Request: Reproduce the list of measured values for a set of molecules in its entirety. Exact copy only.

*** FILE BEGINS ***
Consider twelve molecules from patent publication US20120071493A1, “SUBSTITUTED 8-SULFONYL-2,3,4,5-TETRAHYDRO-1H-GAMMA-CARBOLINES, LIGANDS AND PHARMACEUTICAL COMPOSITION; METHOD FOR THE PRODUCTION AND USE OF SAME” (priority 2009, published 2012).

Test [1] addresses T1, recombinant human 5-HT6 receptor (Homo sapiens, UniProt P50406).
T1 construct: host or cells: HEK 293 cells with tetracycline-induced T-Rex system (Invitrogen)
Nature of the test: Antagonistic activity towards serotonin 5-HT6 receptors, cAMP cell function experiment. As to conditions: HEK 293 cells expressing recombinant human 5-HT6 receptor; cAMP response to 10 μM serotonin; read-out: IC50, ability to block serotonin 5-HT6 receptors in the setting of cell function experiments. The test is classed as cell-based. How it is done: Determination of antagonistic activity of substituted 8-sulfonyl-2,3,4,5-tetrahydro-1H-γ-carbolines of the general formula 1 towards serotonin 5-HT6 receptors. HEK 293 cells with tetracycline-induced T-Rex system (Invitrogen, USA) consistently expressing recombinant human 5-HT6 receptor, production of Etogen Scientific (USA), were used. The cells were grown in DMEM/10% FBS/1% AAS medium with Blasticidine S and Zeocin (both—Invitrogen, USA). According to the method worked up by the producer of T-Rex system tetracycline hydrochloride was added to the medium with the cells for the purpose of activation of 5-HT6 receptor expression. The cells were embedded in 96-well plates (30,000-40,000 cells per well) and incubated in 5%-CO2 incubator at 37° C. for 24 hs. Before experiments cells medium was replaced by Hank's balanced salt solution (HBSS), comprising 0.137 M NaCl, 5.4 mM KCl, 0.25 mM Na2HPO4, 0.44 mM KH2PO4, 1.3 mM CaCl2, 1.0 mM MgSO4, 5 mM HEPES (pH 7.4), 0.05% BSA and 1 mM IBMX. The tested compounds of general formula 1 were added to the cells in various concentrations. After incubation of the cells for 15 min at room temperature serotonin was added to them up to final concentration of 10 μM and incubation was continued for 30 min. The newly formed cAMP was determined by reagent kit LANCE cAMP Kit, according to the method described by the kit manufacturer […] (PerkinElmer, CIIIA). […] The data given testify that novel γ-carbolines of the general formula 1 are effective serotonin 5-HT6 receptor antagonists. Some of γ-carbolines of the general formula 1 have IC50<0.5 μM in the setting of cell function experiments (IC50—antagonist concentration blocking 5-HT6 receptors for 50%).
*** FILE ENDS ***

Consider twelve molecules from patent publication US20120071493A1, “SUBSTITUTED 8-SULFONYL-2,3,4,5-TETRAHYDRO-1H-GAMMA-CARBOLINES, LIGANDS AND PHARMACEUTICAL COMPOSITION; METHOD FOR THE PRODUCTION AND USE OF SAME” (priority 2009, published 2012).

Test [1] addresses T1, recombinant human 5-HT6 receptor (Homo sapiens, UniProt P50406).
T1 construct: host or cells: HEK 293 cells with tetracycline-induced T-Rex system (Invitrogen)
Nature of the test: Antagonistic activity towards serotonin 5-HT6 receptors, cAMP cell function experiment. As to conditions: HEK 293 cells expressing recombinant human 5-HT6 receptor; cAMP response to 10 μM serotonin; read-out: IC50, ability to block serotonin 5-HT6 receptors in the setting of cell function experiments. The test is classed as cell-based. How it is done: Determination of antagonistic activity of substituted 8-sulfonyl-2,3,4,5-tetrahydro-1H-γ-carbolines of the general formula 1 towards serotonin 5-HT6 receptors. HEK 293 cells with tetracycline-induced T-Rex system (Invitrogen, USA) consistently expressing recombinant human 5-HT6 receptor, production of Etogen Scientific (USA), were used. The cells were grown in DMEM/10% FBS/1% AAS medium with Blasticidine S and Zeocin (both—Invitrogen, USA). According to the method worked up by the producer of T-Rex system tetracycline hydrochloride was added to the medium with the cells for the purpose of activation of 5-HT6 receptor expression. The cells were embedded in 96-well plates (30,000-40,000 cells per well) and incubated in 5%-CO2 incubator at 37° C. for 24 hs. Before experiments cells medium was replaced by Hank's balanced salt solution (HBSS), comprising 0.137 M NaCl, 5.4 mM KCl, 0.25 mM Na2HPO4, 0.44 mM KH2PO4, 1.3 mM CaCl2, 1.0 mM MgSO4, 5 mM HEPES (pH 7.4), 0.05% BSA and 1 mM IBMX. The tested compounds of general formula 1 were added to the cells in various concentrations. After incubation of the cells for 15 min at room temperature serotonin was added to them up to final concentration of 10 μM and incubation was continued for 30 min. The newly formed cAMP was determined by reagent kit LANCE cAMP Kit, according to the method described by the kit manufacturer […] (PerkinElmer, CIIIA). […] The data given testify that novel γ-carbolines of the general formula 1 are effective serotonin 5-HT6 receptor antagonists. Some of γ-carbolines of the general formula 1 have IC50<0.5 μM in the setting of cell function experiments (IC50—antagonist concentration blocking 5-HT6 receptors for 50%).